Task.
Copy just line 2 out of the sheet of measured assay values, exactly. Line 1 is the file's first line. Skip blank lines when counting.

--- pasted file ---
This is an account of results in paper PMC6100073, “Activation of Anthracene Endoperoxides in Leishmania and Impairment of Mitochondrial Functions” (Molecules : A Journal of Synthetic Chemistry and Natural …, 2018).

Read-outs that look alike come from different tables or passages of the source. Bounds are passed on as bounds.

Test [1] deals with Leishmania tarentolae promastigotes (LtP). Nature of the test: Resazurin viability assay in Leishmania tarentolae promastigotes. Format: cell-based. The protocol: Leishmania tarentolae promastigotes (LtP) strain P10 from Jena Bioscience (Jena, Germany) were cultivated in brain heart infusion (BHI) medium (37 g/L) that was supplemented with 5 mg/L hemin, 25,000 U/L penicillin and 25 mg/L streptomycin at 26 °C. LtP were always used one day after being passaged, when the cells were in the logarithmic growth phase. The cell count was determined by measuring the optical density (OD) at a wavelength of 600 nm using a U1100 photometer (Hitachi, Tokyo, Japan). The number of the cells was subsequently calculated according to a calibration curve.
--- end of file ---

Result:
Read-outs that look alike come from different tables or passages of the source. Bounds are passed on as bounds.